“Eating disorders are very specifically difficult because you need to interact with one of the main triggers of your addiction every single day in order to survive,” Nash recently told The Observer. It’s insight like this that suggest Gag Reflex is a braver, more vulnerable read than whatever drug novels you’ve indulged in where the addict, at least, is rewarded with the euphoria of their vice. Nash reminds us that corners like Lucy’s are far more suffocating, where the only prize is abnegation, self-subtraction; a living nightmare of reduction every time you glance into the mirror.
Mirrors may lie, but not before they can become temporary portals into alternate cautionary death trajectories, as explored by Chandler Morrison in his new novella #thighgap (My Dark Library). Morrison does not compromise, and it's no wonder he chose the coldest paths of the vapid and grotesque to tackle the brittle delusion of anorexia nervosa. Yet, with his portrayal of unlikeable people in the eerily-familiar metro-dystopias that spawn them, a character like Helen Troy is an astonishing trouble doll we find ourselves clinging to, like a death grip on your last matchstick.
A fashion model in rigor mortis Los Angeles, Helen has a secret she wears like a billboard: visibly surrendering to weight-loss chaos and opioid/benzo addiction, her dysmorphia takes the form of a hallucinated slug (her past) and a reflected corpse girl (her future). They warn her, yet distract her, from (her present) decomposition; while industry denizens and bon vivants of Helen’s Babylon not only enable her decay but nearly cheer it on in clipped, detached cynical dialogue of which Morrison is a master from the very first line of the book:
"God, you’re so thin. It’s perfect. You don’t even look like a woman. You look like a little girl." The movie director says this from the bed, his eyes watching me from the Vuarnet sunglasses he’s yet to remove.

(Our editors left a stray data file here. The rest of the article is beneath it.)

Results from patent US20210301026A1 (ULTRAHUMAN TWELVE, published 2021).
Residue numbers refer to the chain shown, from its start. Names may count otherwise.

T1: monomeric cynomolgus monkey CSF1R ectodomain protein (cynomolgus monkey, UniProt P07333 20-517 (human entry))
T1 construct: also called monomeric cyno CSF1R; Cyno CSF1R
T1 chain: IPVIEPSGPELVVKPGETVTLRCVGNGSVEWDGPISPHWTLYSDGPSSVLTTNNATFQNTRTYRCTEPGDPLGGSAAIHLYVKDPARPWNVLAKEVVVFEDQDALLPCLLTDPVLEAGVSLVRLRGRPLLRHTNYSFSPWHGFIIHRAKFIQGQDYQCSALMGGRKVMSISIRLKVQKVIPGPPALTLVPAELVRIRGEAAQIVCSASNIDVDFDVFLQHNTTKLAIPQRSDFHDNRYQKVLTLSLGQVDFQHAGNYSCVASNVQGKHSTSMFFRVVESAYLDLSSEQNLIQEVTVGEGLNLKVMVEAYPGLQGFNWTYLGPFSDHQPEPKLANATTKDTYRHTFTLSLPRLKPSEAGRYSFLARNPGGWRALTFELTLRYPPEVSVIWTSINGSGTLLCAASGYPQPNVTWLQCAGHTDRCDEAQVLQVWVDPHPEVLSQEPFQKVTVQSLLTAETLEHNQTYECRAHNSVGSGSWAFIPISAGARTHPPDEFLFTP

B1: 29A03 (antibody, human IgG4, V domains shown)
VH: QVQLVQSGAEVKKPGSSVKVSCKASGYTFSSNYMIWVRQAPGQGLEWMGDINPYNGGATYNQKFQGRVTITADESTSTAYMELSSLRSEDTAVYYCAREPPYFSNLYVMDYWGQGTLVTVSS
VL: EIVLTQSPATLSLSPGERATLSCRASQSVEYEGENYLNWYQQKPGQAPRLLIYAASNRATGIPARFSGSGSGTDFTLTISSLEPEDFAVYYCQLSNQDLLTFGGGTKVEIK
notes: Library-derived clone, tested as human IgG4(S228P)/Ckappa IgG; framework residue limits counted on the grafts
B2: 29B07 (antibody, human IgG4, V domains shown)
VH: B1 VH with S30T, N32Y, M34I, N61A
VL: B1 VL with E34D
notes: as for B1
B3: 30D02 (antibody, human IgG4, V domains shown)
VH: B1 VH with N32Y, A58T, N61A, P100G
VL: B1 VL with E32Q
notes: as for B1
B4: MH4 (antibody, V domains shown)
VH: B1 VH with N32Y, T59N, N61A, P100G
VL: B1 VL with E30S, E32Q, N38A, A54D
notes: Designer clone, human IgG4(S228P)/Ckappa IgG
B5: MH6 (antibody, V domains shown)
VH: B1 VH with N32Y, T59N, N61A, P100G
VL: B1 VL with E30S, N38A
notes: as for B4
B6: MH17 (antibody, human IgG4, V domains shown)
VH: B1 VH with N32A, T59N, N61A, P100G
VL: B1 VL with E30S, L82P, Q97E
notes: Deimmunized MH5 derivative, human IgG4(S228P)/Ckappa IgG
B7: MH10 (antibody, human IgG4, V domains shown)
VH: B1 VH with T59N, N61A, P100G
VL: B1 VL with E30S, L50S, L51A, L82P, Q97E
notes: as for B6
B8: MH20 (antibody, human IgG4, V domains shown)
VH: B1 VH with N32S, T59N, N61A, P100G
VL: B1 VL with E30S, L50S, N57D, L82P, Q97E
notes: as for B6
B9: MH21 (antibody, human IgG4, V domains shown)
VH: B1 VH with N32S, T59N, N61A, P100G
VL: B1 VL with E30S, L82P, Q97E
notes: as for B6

#thighgap is somehow deliciously cruel and breathtakingly empathetic— the latter of which Morrison isn’t exactly a poster boy for— yet it works here seamlessly in the drastic contrasts of high stakes. With every malevolent turn, we fall that much more in love with Helen. However, it is Hal, her lecherous narcissistic shrink (who is also a stand-up comedian), who nearly steals the whole show:
“I mean, you threw it all up, though, right?” Hal says. “So, like, what’s the big deal? Crisis averted. You look great. You look slammin’. You’re a smokeshow, babe…” “Oh, Christ, don’t tell me you’re gonna cry again. That’s two sessions in a row.”
Intertwined throughout her decline is the painful reoccurrence of 90s dance-pop hit “The Look" by Roxette, a campy yet strategic touch that makes Helen’s world pop as her stumbling runway. As uncomfortable the subjects Morrison tackles, it’s his wielding of satire that burns it deeper into our conscience; a psychic transfusion of trauma reverberated by canned laughter to assure we are paying attention. In the end, Helen’s gains are her losses and vice-versa tenfold; rendering management, therapy, partners, and the industry itself, obsolete. Fading away, our angel loses so much control that she actually achieves it, whispering the last laugh, reserving the right to close her own curtain.